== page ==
Seeing her daughter becoming pale and clutching her stomach intensified the uneasiness in Shonette. She became frantic and started to shake her daughter trying to elicit a response. What Shonette next heard knocked the wind out of her and all she could have done was let out a bloodcurdling scream.
She does not remember anything that happened immediately after that, except that she bawled and bawled. She had questions and wanted answers, but first she called Schenise’s father, Dexter Copeland and told him what had happened. Schenise was posted to the Mahdia Hospital from Linden Hospital Complex back in November of 2018 as part of her contract. Her family was not happy with the decision, but was assured by the Public Health Ministry that their child would be safe. They relented, but had they known it would have resulted in her death, they would have fought for her to stay.
Later in the night of that fateful day July 2, a young woman visited the family and showed them photos of Schenise hanging. Shonette knew that her child was not capable of taking her own life, so she had even more questions.
“After that, nobody from the Ministry (of Health), from Mahdia (Hospital), no Nurse, no Matron, no Sister, nobody hasn’t contacted me to this day. Nobody called and said your daughter died or what not. I am so disappointed. I am so upset with the system that they have,” Shonette lamented.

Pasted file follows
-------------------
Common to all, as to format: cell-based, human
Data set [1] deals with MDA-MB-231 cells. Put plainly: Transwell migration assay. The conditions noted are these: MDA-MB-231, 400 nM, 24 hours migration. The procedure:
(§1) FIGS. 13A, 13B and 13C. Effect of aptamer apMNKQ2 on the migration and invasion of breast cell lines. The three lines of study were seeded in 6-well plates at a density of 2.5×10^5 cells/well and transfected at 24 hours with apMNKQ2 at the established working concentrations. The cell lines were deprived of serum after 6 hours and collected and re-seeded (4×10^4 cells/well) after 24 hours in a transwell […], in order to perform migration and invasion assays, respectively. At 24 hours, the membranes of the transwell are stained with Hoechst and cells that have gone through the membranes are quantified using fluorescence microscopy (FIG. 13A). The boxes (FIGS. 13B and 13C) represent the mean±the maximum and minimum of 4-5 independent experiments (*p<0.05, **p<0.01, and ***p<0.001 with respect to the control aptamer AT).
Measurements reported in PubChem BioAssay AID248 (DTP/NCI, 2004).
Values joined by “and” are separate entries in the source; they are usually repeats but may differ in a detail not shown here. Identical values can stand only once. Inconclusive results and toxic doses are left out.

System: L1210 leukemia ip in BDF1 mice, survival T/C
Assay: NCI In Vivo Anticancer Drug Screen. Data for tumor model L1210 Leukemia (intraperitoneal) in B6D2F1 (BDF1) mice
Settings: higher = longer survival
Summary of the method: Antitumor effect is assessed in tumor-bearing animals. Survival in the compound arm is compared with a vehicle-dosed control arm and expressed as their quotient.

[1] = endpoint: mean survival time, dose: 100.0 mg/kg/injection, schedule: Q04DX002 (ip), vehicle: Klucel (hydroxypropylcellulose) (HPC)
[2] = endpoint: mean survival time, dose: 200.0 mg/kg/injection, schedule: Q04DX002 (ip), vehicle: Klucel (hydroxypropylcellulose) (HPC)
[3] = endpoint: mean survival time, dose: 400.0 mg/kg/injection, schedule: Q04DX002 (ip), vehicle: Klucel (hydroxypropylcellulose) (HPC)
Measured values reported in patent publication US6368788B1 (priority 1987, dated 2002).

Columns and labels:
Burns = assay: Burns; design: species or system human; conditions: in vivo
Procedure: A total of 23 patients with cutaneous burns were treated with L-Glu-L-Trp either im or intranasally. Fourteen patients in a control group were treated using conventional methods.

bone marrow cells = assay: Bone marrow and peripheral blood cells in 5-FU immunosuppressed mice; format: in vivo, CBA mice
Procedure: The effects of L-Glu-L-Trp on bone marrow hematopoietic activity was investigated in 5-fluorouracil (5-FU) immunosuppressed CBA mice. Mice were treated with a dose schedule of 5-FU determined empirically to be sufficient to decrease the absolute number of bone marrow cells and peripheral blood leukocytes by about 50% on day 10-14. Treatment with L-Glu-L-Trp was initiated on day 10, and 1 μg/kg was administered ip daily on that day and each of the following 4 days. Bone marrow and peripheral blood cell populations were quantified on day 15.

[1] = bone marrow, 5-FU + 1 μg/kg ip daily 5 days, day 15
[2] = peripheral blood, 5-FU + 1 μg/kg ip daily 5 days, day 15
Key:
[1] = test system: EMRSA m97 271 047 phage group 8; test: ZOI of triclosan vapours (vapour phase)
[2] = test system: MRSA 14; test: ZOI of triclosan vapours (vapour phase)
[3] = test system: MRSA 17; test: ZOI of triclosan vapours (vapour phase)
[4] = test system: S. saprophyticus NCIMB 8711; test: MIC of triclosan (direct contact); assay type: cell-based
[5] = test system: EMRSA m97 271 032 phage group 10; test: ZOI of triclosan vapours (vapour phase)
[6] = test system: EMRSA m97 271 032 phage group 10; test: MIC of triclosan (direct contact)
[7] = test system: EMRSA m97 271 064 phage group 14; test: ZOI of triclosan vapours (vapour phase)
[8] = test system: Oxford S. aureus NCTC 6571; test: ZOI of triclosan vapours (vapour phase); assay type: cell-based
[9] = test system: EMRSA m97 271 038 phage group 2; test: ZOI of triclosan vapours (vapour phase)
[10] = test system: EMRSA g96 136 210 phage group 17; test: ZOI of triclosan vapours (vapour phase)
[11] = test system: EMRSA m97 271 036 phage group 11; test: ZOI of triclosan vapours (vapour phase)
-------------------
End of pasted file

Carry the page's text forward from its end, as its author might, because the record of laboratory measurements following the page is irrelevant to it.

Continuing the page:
On July 3, the family was prepared to venture into Mahdia to retrieve Schenise’s body, but was advised against it and a promise was made that it would be brought out early in the morning. The body arrived in Georgetown after midday and the family identified Schenise and an autopsy was scheduled.
“Me and her dad, we saw her body and she had a mark around her neck and it was raw (because of her fairness you could see). She had marks on her hand like someone hold her down and there were hand marks between her thighs. You could see the hands that squeezed her. There wasn’t any other thing.”
Shonette’s suspicions of foul play were further compounded when a junior pathologist saw the body and said the injuries were inconsistent with those of a suicide. That pathologist encouraged the family to return on July 5, 2019 for the autopsy, since a senior pathologist would conduct it owing to legal reasons.
The family travelled back to Linden and returned to Georgetown on Friday, July 5, 2019 to witness the post-mortem examination. However, when they got there, they were not allowed to witness the examination being conducted by Government Pathologist Dr Nehaul Singh. After the examination was concluded, a Police Officer approached the family and showed them some photos of cuts on Schenise’s hands, but the family related that those injuries were not there two days prior.
“We eventually left and went to the F Division with the same Police and another one. We spoke to a Mr Henry and related our dissatisfaction with whatever transpired, and he listened to us and he asked if we wanted to give a statement and we refused. We refused because we were bitter, we were angry with the system and everything and then knowing we left our daughter on Wednesday with no cuts, to come back Friday with cuts on her body. I don’t understand that and as I said, I am so disappointed with everything,” she related.
The family also tried to meet with Public Health Minister Volda Lawrence, but she refused to entertain them. In fact, she only met with the family after they began venting their frustrations on social media and in the press. Those reports would have reached her and she immediately travelled to Linden to meet with the family.